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Minerva Ginecologica 2010 December;62(6):573-83

language: English

Extranuclear signaling by estrogen: role in breast cancer progression and metastasis

Cortez V., Mann M., Brann D. W., Vadlamudi R. K.

1 Department of Obstetrics and Gynecology, University of Texas Health Science Center, San Antonio TX, USA;
2 Department of Cellular and Structural Biology, University of Texas Health Science Center, San Antonio, TX, USA;
3 Institute of Molecular Medicine and Genetics, MCG, Augusta, Georgia, USA


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The estrogen receptor (ERa) is implicated in the progression of breast cancer. Hormonal therapies which block ER functions or local and systemic estrogen production are currently used to treat ERa positive breast cancer. Hormonal therapy shows beneficial effects, however, initial or acquired resistance to endocrine therapies frequently occurs, and tumors recur as metastasis. Emerging evidence suggests in addition to exerting its well-studied nuclear functions, ERa also participates in extranuclear signaling that involve growth factor signaling components, adaptor molecules and the stimulation of cytosolic kinases. ERa extranuclear pathways have the potential to activate gene transcription, modulate cytoskeleton, and promote tumor cell proliferation, survival, and metastasis. Cytoplasmic/membrane ERa is detected in a subset of breast tumors and expression of extranuclear components ERa is deregulated in tumors. The extranuclear actions of ER are emerging as important targets for tumorigenic and metastatic control. Inhibition of ERa extranuclear actions has the potential to prevent breast tumor progression and may be useful in preventing ERa positive metastasis. In this review, we summarize the results of recent research into the role of ERa mediated extranuclear actions in breast tumorigenesis and metastasis.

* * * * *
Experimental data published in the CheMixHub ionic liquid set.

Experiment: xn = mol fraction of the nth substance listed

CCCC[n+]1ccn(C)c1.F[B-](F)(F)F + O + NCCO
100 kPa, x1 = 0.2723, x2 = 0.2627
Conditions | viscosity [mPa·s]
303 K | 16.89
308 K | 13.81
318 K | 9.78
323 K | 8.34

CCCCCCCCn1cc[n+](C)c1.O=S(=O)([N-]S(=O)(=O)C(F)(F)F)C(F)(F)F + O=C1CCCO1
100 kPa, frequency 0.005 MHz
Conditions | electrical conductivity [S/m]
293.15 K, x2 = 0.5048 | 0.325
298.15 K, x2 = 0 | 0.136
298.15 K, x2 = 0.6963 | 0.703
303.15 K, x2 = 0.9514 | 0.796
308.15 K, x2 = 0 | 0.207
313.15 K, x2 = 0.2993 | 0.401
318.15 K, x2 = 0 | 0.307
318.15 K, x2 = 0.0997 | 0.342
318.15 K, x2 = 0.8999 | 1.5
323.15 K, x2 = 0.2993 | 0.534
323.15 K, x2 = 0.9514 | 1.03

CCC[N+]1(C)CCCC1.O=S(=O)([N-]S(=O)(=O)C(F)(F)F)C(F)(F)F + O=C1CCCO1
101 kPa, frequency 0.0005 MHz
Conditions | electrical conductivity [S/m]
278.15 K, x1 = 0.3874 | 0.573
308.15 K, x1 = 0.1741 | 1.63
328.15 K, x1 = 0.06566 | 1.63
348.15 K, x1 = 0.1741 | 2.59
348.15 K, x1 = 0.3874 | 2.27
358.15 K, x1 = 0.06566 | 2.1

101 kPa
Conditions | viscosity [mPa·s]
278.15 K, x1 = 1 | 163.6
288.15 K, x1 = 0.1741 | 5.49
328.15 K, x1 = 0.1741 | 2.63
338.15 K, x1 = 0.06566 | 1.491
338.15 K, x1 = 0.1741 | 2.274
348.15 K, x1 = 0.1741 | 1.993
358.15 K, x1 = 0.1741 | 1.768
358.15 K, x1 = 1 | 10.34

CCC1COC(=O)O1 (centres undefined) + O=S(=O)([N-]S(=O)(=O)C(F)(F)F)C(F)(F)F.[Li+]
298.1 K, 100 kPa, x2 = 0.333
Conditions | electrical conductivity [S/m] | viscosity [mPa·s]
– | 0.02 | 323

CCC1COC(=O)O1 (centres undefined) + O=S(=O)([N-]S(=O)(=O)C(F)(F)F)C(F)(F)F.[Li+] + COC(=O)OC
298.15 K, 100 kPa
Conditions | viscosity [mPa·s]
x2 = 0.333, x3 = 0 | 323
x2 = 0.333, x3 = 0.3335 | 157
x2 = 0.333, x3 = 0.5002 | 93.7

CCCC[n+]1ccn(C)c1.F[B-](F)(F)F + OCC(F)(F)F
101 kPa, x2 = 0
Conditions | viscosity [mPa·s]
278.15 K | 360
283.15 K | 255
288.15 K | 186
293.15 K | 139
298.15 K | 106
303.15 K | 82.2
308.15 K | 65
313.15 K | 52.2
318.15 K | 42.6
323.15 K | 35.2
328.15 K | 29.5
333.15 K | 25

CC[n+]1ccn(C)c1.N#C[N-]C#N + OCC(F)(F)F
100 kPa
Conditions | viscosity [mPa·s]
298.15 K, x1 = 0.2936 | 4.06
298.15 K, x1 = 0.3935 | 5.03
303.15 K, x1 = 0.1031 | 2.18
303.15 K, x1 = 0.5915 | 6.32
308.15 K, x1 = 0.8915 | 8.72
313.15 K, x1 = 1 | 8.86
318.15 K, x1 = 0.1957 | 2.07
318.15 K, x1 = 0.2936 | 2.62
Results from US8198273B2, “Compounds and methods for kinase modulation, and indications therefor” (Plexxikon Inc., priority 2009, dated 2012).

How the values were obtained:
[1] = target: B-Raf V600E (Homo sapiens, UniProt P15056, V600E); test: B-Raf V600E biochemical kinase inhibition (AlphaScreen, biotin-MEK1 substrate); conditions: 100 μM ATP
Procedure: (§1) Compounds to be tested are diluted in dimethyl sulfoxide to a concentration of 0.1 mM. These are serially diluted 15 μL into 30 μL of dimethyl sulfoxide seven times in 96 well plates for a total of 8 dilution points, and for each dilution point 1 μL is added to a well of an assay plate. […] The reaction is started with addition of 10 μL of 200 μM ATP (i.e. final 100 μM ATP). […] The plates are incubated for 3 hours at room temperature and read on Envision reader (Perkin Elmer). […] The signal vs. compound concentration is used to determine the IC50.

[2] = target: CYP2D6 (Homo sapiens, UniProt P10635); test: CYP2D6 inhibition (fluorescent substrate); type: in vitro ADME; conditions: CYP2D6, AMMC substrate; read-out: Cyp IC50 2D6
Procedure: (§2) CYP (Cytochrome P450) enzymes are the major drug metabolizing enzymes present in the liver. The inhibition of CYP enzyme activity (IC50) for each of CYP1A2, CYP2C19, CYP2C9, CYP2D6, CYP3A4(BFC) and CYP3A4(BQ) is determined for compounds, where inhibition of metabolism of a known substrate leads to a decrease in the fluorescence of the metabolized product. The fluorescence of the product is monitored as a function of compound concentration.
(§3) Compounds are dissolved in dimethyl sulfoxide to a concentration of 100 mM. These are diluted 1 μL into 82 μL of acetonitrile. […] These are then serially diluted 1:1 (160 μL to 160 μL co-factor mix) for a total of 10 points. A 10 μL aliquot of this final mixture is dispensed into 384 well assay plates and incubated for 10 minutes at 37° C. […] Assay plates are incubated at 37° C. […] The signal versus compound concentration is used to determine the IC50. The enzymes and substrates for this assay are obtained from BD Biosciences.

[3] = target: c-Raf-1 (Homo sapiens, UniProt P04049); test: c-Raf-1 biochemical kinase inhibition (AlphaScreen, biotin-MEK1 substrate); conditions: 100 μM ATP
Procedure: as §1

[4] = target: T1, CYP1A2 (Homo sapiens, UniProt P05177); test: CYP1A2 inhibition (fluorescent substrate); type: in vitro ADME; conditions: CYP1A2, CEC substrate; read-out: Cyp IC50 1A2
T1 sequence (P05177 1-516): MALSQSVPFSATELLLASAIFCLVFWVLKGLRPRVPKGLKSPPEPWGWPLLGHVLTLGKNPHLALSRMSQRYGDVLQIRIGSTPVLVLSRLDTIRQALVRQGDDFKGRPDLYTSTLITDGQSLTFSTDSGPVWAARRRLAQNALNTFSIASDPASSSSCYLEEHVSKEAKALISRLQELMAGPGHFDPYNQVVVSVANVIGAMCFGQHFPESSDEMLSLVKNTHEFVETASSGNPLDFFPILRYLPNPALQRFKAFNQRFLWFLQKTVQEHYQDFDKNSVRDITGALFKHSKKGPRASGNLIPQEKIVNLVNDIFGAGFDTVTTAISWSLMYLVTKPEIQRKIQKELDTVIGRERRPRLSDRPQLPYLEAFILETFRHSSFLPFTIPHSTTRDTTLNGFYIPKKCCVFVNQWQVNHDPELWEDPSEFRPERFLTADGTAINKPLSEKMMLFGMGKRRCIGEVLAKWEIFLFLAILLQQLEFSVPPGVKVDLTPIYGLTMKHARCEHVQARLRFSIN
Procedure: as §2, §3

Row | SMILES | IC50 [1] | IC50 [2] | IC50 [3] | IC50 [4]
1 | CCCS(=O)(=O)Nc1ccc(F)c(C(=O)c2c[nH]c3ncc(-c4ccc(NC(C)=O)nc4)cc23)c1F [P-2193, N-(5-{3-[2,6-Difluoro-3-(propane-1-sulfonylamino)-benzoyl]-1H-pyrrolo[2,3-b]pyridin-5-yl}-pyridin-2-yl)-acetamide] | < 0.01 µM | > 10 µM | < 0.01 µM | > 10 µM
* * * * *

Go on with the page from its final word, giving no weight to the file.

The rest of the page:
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vadlamudi@uthscsa.edu